Similarly, the standard 880 foglight bulbs consume 32 watts each and only put out 565 lumens. The Bright Earth 880 LED replacement bulbs match the 9007 specs at only a 25-watt draw with a 3,000-lumen-per-bulb output. Both the 9007 and the 880 bulbs have all the electronics — ballast, voltage control, and current monitoring circuits — along with the heat sink built into a package the same size as a traditional bulb.

Here you can see the difference between the Bright Earth 9007 LED bulb and a standard Phillips 9007 headlight bulb.

In addition to the electrical efficiency and light output, both the standard 9007 and 880 bulbs come in at around 3,100 degrees Kelvin. That is a measure of the light’s color temperature, and 3,100K is on the yellow side of things. The natural color temperature of the Bright Earth LED bulbs comes in at 6,500K, which is a much brighter white, just starting to touch on the blue spectrum. For comparison’s sake, photographically, daylight is generally accepted as 5,000K to 5,500K.

The bulb itself is clockable by loosening this screw with the provided hex key, and then retightening. Depending on your particular reflector housing, they might be more sensitive to the actual LED emitter orientation.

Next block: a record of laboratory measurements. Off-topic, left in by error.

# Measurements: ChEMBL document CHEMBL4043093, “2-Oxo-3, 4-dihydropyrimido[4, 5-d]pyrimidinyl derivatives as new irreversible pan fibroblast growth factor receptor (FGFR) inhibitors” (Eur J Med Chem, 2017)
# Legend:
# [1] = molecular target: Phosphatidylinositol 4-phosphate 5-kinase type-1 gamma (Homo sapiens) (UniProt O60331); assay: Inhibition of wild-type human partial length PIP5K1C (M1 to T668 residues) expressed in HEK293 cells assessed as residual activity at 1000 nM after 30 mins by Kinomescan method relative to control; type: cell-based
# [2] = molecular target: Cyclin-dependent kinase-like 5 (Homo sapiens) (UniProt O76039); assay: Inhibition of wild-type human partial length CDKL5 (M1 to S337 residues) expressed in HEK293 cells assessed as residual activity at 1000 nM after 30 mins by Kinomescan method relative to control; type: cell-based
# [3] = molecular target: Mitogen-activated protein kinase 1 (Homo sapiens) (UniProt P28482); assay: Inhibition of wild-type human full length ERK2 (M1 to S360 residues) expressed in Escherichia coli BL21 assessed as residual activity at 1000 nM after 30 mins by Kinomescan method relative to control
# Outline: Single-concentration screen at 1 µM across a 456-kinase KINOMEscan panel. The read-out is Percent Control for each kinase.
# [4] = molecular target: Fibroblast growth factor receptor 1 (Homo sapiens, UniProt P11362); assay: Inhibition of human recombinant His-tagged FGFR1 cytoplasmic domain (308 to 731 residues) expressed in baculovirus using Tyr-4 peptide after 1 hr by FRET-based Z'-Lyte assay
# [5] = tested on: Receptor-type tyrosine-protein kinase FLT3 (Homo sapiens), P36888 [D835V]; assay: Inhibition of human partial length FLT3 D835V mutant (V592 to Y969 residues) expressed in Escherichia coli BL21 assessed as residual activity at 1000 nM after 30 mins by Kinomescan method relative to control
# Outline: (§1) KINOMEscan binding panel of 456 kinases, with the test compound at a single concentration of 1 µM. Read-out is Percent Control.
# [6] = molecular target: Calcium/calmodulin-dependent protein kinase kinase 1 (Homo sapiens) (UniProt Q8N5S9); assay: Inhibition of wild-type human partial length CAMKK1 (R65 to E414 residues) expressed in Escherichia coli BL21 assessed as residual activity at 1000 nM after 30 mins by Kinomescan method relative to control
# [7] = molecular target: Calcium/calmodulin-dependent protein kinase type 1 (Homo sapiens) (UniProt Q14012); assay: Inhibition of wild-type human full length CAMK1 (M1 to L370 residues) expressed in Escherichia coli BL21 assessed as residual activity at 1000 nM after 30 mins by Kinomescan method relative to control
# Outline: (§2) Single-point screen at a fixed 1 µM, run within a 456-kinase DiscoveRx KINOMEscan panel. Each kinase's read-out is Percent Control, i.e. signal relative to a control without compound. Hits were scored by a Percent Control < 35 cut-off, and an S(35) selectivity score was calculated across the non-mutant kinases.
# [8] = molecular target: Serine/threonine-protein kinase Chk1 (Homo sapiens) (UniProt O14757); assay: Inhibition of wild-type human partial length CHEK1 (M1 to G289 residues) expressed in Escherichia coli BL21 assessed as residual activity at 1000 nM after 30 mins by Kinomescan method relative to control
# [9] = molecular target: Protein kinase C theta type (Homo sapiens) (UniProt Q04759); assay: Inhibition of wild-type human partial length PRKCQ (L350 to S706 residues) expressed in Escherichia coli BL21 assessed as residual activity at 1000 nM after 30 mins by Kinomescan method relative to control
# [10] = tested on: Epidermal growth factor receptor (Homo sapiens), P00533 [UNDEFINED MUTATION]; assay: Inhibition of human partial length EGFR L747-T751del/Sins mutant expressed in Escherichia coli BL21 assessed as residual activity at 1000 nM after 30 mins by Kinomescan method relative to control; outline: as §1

Breezing Through Installation

When Bright Earth says these are plug-and-play, they aren’t kidding. The only difference between the fitment of these bulbs and OEM is the fact that there is a pigtail connector on the LED bulbs. So, if you’ve ever replaced your headlight socket as we have, then you’ll need to zip-tie some excess wiring out of the way (depending on how much slack you left on the replacement socket harnesses).

One other issue we ran into, and it might be due to the fact that the car has aftermarket Cobra headlight housings, but the bulb retainer rings were about .100 inch too tight to clear the LED’s heat sink. We chucked them up in a lathe and opened them right up, but a few careful minutes with a Dremel tool would net the same results.